My name is Peter Chilewani. I was born on 2nd September 1990 into a Christian Malawian family. I attended Mchisu Secondary School where I earned my Junior School Certificate in 2006 and then Athens Private secondary School where I earned my Malawi School Certificate of Education in 2009. I speak English Chichewa and Kiswahili.
I was very happy when I joined 500 miles staff in 2011 as a bench worker. In 2012, 500 miles offered to sponsor me to study orthopaedic technology at TATCOT in Tanzania. I finished my diploma in prosthetics and orthotics in 2015. After the graduation, I returned home where I resumed working at the 500 miles Prosthetic & Orthotic Centre up to now.
During my work at the centre, I have learnt a lot of things, for example quality management. This enabled me how to come up with the best quality device which will make the patient to feel happy, comfortable and safe with the device. I also learned about the Chaperone Policy which helped me to know how to assist a patient in the right way, in a way that can’t affect someone.
My experience of working with people with disabilities has really taught me a lot and improved my practice. Since 500 miles at KCH is the busiest centre in Malawi, a lot of things are done here and we see many different types of disabilities and treat cases which range from very simple to extremely complicated.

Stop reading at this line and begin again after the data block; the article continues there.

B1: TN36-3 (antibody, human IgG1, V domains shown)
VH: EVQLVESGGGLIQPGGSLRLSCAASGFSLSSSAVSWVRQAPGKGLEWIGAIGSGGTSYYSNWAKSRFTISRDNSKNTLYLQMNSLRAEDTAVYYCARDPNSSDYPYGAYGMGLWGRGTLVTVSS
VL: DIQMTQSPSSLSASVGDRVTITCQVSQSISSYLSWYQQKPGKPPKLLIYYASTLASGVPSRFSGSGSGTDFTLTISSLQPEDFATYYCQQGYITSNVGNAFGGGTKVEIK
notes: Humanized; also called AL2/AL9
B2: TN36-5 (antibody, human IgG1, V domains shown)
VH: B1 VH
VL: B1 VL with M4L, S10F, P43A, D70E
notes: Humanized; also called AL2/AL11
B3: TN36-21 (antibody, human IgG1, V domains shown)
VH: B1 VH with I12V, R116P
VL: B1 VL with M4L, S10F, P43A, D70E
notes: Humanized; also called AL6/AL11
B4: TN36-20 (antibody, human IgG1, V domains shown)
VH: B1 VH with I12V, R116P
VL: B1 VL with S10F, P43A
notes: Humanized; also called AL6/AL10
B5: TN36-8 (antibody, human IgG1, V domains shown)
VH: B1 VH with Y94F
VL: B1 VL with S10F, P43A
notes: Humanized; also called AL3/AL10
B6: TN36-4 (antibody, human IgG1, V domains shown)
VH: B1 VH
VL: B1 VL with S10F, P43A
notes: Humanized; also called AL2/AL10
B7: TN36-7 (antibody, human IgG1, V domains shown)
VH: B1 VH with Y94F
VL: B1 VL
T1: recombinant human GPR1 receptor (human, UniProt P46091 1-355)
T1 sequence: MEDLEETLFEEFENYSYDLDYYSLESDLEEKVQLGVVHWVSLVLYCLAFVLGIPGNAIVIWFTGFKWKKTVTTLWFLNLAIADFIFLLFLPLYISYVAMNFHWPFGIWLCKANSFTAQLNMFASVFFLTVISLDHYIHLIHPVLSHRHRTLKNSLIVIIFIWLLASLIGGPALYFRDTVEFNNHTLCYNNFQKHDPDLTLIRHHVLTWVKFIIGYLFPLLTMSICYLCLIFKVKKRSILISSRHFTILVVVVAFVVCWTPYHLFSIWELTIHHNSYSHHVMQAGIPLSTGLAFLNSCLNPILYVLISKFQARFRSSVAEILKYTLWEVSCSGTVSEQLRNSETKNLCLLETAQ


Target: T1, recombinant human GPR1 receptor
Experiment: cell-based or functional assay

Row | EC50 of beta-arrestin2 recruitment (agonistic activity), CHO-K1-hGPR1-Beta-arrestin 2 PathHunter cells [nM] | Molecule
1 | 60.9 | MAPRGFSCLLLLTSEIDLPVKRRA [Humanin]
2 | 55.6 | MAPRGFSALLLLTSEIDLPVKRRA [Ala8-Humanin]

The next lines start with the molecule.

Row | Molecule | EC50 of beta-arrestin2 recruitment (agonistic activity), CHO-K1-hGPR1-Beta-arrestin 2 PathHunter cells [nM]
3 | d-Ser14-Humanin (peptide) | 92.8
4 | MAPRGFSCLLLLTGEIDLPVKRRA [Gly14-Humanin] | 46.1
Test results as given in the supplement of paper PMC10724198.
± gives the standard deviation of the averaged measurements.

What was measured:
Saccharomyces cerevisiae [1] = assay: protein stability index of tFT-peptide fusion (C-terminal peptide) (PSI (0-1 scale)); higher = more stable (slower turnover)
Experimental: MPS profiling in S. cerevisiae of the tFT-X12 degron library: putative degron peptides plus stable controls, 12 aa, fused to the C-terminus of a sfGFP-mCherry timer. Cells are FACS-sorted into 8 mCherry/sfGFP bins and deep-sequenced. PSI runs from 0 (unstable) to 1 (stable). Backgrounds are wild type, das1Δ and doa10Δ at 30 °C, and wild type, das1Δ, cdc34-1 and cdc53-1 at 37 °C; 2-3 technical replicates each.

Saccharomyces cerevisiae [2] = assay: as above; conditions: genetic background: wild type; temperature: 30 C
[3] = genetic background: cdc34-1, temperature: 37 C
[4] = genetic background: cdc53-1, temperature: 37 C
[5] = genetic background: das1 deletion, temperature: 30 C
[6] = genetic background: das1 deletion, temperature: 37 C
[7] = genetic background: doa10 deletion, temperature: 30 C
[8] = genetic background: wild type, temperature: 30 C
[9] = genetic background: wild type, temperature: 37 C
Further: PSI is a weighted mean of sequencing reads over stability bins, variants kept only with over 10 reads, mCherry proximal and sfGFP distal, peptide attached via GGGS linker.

I am very happy that I am becoming more knowledgeable in helping people with disabilities every day!
I am from Gaga village, Tradition Authority Tsabango, Lilongwe. I was the last born of a family of eight. My mother is a retired teacher. She retired in 2006 when I was still doing my secondary school. My father was a politician and he retired when he had a stroke on 26 August 1999. He suffered hemiplegia (paralysis) of the left side of the body. He was admitted to hospital where he received physiotherapy treatment from which he started regaining strength. We continued with physiotherapy after he came home until he died on 18th June 2012.
My father’s conditions taught me how important it is to support and encourage people with physical challenges. With proper assistance they can still remain productive to their societies. Sustaining a disability is one of those moments which are difficult to cope with; the psychological trauma experienced tends to make the victims think that they are useless in a community. However with physical, spiritual and proper emotional support they are able to realize that despite the anatomical functional loss which they have to deal with, they can still live a happy life and still maintain their important roles within their setting. I learnt how the society support can be a source of hope to them.